SERENDIPTY

A Fortunate Mistake

Understood as a ‘fortunate mistake’ or a very good coincidence that leads to something pretty awesome.

I’ve always felt this over-whelming feeling of joy when I catch the early morning dew drops trickling down a blade of grass, hear the synchronised singing of the birds, changing shades of the sky, the presence of the sun as well as the moon in the sky or just the crispness of the fresh air… all this while all I wanted to do is to get some running done.
And this feeling, I know, works for my mind the way a good jog works for my body. It makes me feel more awake and ready for whatever the day holds for me.
I also experience serendipity, when I bite into some foods that take me to a happy place with some happy people, not because they created it but because I’ve had the chance or fortune of eating it with them.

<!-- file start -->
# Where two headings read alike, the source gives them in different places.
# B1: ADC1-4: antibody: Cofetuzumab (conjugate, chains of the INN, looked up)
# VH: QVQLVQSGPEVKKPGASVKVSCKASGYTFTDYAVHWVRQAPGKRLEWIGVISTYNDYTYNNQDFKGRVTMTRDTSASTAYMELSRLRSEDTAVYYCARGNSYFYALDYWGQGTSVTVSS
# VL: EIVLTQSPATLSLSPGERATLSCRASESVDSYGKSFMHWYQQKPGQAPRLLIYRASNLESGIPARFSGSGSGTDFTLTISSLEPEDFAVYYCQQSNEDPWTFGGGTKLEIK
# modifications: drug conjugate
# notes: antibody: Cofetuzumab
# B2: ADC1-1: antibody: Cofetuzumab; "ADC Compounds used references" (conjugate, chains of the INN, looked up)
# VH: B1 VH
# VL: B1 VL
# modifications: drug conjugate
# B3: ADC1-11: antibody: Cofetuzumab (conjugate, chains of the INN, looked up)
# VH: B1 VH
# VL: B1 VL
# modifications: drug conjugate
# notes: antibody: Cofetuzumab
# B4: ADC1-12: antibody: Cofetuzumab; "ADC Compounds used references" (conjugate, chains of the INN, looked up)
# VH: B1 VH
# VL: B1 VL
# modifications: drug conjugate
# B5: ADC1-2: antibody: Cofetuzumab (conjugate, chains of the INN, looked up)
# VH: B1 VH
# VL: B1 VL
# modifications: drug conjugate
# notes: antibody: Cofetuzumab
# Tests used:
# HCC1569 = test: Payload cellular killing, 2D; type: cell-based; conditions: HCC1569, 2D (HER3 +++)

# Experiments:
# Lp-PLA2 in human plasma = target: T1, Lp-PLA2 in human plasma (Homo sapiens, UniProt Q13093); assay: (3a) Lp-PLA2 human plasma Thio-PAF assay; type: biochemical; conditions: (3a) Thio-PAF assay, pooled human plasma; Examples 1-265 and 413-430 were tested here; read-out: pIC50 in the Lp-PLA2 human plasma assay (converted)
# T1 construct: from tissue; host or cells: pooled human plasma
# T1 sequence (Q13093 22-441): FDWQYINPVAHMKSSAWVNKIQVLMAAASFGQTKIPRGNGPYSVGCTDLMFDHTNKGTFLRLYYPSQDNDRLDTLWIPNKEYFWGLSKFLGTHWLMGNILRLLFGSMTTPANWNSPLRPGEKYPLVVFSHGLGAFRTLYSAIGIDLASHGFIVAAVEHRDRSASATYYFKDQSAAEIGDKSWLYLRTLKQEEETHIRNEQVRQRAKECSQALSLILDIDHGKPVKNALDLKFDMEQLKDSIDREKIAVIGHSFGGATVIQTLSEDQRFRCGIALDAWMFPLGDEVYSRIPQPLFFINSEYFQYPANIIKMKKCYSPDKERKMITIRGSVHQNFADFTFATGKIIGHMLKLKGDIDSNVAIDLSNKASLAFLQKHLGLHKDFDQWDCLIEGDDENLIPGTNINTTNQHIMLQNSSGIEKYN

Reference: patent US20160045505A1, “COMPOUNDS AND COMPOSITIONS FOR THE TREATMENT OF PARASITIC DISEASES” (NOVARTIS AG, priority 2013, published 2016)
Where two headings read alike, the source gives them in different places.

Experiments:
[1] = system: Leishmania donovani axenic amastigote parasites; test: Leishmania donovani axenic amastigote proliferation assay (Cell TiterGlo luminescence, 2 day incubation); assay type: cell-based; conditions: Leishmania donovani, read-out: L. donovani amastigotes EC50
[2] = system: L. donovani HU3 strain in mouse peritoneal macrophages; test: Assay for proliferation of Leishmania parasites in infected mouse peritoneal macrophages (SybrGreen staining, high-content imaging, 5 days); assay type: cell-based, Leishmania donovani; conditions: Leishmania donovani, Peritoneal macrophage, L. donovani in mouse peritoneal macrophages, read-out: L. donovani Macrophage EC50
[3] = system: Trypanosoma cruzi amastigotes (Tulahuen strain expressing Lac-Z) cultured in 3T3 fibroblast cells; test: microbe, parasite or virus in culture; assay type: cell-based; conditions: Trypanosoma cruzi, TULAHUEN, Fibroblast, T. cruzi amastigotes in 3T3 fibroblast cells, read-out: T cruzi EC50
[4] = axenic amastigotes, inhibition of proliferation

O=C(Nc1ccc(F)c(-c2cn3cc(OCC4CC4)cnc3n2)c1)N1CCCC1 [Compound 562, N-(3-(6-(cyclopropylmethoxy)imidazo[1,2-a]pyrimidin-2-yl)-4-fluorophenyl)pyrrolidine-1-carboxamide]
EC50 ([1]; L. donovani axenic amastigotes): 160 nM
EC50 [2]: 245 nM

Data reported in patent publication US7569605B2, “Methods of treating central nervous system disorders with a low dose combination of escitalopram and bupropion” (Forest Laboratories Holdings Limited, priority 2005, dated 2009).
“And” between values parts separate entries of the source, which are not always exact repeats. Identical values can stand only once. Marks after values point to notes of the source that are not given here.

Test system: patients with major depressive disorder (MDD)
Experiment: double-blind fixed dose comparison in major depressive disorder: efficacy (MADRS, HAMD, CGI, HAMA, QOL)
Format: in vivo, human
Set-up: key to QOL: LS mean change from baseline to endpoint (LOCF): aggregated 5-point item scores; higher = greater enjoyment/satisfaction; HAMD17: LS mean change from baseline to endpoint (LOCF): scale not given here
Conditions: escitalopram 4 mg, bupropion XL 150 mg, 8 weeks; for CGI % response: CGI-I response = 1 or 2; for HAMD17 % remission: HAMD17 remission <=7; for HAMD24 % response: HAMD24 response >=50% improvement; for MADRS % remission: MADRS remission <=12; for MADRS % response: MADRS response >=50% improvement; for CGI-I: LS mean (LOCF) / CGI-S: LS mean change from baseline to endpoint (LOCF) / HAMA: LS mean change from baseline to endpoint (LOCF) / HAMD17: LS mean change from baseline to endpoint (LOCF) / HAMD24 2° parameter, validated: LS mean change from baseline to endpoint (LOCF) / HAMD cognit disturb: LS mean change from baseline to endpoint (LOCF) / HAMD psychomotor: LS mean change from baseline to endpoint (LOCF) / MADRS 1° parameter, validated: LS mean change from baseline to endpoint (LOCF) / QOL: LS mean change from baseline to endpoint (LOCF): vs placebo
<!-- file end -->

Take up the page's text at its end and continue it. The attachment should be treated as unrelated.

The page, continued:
Like when I eat a softy or swirl ice cream, it transports me to my childhood where they held a special place (as rewards or/and celebrations). Though, the intention of having one now is to make the heat more bearable and not the transportation.

Odd, isn’t it?
I can think about a 100 such things that fall under this expression. They are all the little things which, if not to explain this beautiful word would have been taken for granted by me.

This word that is generally used to refer to luck and surprising findings, was coined by Horace Walpole in 1754. He adopted the word from the title of a fairy tale ‘The Three Princes of Serendip’, in which the heroes are always making accidental discoveries.
Fun Fact: the old name of Sri Lanka is ‘Sarandip’. And it was voted as UK’s Favourite word in 2000, alongside being voted as one of the ten most difficult english words to translate.